I have found Family Systems Theory (FST) provides a most useful frame of reference for many of life’s dynamic and perhaps confusing situations. FST makes particular use of the function of anxiety in a system, demonstrating that the level of dysfunction in a system is directly related to its level of unprocessed anxiety. In my opinion, anxiety flooded systems have a hard time making wise decisions.

While the timing of dynamics may vary with the size of the system, the basic principles still apply. Anxiety has the same function in a whole country or culture as it does in a nuclear family. We live in a culture that is flooded with anxiety from a variety of sources. Some of it comes from the fundamentally dangerous nature of our current world. Danger from violence is the most easily identified source of our collective anxiety, but financial uncertainties and the cultural value of rugged individualism adds considerably to the mix. Furthermore, our arbitrary standards of “excellence” and productivity cause everything, and everyone, to be measured and compared. Can anything create any more systematic anxiety than that?

We can ask a couple of important questions about the anxiety problem:

  1. Who benefits from the prevalence of high levels of anxiety in our communities? And
  2. Is anxiety simply a natural consequence of our economic and cultural structure, or is it purposefully generated for unethical purposes?

For starters, it is apparent that anxiety generates lots of revenue. People don’t like to be anxious, so they will buy whatever product or service promises to reduce it. On the surface, it seems perfectly legitimate for a business to address such social distress, but of course, we need to ask whether the preferred remedy addresses the source of the anxiety or simply its symptomatic expression. Many remedies that work primarily at the symptomatic level can be addictive, physically, emotionally, or both. In that case, the remedy succeeds in creating more anxiety-based demand for the product or service. It is conceivable that some business interests might do this “in good faith,” honestly believing that what they sell is only valuable to consumers and is in no way dangerous to them. It also appears true that the more money is on the line, the greater the temptation to keep levels of anxiety artificially high.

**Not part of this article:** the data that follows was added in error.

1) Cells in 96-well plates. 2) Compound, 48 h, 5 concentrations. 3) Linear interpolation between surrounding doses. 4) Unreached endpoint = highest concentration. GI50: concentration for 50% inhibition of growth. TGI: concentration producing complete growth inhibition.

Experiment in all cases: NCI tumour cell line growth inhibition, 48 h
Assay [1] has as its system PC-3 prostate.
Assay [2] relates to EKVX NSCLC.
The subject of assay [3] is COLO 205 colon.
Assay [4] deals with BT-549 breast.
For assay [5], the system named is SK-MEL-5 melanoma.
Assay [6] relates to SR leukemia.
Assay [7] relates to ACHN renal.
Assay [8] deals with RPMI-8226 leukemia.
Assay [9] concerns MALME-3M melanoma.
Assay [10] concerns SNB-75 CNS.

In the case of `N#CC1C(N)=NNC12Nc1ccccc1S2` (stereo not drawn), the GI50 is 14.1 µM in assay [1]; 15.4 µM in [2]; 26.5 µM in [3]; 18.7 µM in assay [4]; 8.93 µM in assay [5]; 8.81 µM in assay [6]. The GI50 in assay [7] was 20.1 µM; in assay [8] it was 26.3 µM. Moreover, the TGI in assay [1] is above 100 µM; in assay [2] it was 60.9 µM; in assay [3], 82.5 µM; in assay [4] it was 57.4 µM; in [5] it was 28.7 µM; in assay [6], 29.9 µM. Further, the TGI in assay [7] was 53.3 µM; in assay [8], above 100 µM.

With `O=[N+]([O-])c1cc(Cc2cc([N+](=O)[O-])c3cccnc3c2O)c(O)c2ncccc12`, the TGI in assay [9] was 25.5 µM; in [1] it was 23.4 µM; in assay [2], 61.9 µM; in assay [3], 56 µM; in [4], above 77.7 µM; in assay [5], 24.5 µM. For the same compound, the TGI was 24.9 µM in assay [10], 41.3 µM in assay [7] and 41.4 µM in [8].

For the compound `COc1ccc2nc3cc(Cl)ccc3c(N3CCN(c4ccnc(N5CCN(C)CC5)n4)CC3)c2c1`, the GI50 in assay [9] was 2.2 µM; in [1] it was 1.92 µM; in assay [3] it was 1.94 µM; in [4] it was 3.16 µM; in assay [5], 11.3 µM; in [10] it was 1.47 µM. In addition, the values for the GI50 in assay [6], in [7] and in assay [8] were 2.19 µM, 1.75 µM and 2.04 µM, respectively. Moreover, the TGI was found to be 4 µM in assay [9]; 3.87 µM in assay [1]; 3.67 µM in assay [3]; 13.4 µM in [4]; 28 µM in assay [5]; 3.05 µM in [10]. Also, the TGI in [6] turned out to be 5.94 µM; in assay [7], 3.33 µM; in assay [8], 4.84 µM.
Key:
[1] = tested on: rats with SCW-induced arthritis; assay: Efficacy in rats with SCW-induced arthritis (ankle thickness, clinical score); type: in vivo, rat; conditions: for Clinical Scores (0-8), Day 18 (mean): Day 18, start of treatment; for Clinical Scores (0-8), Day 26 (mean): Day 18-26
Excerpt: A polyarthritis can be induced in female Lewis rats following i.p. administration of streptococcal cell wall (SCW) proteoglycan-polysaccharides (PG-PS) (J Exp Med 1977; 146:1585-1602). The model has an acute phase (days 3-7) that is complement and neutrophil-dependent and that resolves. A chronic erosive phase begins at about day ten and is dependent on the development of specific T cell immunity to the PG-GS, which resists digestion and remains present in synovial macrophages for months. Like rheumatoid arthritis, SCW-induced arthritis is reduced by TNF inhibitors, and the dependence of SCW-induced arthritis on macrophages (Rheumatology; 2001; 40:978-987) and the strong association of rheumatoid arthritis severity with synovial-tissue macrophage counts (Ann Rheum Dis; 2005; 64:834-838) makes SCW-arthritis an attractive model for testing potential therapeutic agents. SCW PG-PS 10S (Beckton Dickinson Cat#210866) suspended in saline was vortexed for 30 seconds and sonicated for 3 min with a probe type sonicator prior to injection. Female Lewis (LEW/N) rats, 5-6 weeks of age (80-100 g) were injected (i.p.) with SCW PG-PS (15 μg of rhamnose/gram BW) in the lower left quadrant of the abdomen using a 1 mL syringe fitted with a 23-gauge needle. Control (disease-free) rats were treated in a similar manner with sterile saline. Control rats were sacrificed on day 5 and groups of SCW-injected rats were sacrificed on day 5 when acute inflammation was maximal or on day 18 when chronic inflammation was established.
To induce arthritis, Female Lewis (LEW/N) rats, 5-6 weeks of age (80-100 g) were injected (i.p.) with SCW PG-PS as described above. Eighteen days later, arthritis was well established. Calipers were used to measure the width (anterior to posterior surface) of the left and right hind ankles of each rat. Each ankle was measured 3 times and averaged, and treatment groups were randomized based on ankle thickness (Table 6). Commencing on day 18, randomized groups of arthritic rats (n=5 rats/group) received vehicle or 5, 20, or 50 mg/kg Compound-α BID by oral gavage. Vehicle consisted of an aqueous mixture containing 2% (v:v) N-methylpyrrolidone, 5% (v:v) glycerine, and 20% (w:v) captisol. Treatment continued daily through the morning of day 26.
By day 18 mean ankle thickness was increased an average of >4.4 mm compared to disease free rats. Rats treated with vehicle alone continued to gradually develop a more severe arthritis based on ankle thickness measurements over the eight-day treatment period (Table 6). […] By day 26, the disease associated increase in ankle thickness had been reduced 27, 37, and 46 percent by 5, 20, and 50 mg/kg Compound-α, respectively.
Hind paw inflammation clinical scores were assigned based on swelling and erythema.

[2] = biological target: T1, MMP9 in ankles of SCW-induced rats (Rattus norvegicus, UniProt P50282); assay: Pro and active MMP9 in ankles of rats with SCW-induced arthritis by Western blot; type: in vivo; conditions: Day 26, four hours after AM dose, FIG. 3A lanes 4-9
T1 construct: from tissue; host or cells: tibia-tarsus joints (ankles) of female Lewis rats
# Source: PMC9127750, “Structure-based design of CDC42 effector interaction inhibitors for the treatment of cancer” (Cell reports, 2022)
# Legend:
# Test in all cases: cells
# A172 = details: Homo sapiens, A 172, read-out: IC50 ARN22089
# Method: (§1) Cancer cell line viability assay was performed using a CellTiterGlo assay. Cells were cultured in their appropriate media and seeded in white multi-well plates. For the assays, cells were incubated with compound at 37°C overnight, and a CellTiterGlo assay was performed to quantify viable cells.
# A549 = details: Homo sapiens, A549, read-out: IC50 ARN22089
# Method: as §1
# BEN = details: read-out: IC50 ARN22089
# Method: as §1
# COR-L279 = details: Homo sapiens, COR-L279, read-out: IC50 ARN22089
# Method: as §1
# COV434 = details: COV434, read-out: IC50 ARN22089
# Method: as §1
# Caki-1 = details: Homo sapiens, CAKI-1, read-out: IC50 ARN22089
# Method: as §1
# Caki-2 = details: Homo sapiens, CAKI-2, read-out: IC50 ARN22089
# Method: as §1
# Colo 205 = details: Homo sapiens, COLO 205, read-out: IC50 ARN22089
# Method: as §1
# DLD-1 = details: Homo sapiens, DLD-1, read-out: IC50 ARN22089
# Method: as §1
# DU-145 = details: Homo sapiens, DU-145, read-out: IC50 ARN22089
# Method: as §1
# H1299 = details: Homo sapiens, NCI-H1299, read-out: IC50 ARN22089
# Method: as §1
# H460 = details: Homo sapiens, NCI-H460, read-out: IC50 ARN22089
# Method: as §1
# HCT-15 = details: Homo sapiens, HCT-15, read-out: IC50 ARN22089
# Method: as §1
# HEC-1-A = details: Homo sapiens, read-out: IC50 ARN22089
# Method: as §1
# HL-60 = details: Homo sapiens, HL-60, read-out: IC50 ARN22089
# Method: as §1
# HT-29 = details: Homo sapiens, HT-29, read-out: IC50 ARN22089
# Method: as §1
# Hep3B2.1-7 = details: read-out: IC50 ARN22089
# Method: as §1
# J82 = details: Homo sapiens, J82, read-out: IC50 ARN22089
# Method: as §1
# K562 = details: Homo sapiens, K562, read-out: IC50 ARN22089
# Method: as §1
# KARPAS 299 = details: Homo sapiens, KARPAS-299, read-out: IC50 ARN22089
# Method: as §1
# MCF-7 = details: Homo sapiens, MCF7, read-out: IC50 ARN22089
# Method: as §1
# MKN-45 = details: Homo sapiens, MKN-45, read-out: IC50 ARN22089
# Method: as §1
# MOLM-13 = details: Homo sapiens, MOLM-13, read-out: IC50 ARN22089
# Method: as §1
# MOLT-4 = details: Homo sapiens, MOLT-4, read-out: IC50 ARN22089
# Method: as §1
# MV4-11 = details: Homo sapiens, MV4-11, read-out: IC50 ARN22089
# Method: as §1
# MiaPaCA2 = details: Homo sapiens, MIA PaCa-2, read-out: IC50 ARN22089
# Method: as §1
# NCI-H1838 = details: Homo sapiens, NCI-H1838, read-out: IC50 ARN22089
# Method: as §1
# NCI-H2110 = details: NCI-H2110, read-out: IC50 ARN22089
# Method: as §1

While the above may be interesting, what does it have to do with the problem of the political divide?

It would be simple to conclude that the political right, with its obvious bias toward corporate interests, would have the greatest motivation to keep anxiety high. While the political left seems to champion the well-being of the people, it is unclear to me whether the left really addresses anxiety’s source, or if it, too, offers superficial, symptom-oriented solutions to troubled people, albeit unintentional.

What is crystal clear to me is that the two sides spend enormous amounts of time, energy, and money railing at each other about the shortcomings of the “enemy” position. Unless both sides can look more deeply at the sources of anxiety and not just symptomatic expressions and remedies, we will get nowhere. Of course, in the meantime, lots of money is still being made on goods and services. Hmmm?

That’s the dilemma as I see it. What do you think?

Wayne Gustafson
“The Promised Land is within and among us.”
Community of Promise

 

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